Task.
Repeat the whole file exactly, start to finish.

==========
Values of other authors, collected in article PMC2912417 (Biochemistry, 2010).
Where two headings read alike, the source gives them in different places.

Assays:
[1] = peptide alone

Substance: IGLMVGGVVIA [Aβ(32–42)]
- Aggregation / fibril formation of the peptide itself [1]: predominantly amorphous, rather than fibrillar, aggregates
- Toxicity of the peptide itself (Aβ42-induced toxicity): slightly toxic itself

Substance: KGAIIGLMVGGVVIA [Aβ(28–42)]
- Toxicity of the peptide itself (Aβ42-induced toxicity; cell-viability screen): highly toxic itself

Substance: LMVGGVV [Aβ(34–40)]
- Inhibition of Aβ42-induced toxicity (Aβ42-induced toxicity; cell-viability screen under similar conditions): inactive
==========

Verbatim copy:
Values of other authors, collected in article PMC2912417 (Biochemistry, 2010).
Where two headings read alike, the source gives them in different places.

Assays:
[1] = peptide alone

Substance: IGLMVGGVVIA [Aβ(32–42)]
- Aggregation / fibril formation of the peptide itself [1]: predominantly amorphous, rather than fibrillar, aggregates
- Toxicity of the peptide itself (Aβ42-induced toxicity): slightly toxic itself

Substance: KGAIIGLMVGGVVIA [Aβ(28–42)]
- Toxicity of the peptide itself (Aβ42-induced toxicity; cell-viability screen): highly toxic itself

Substance: LMVGGVV [Aβ(34–40)]
- Inhibition of Aβ42-induced toxicity (Aβ42-induced toxicity; cell-viability screen under similar conditions): inactive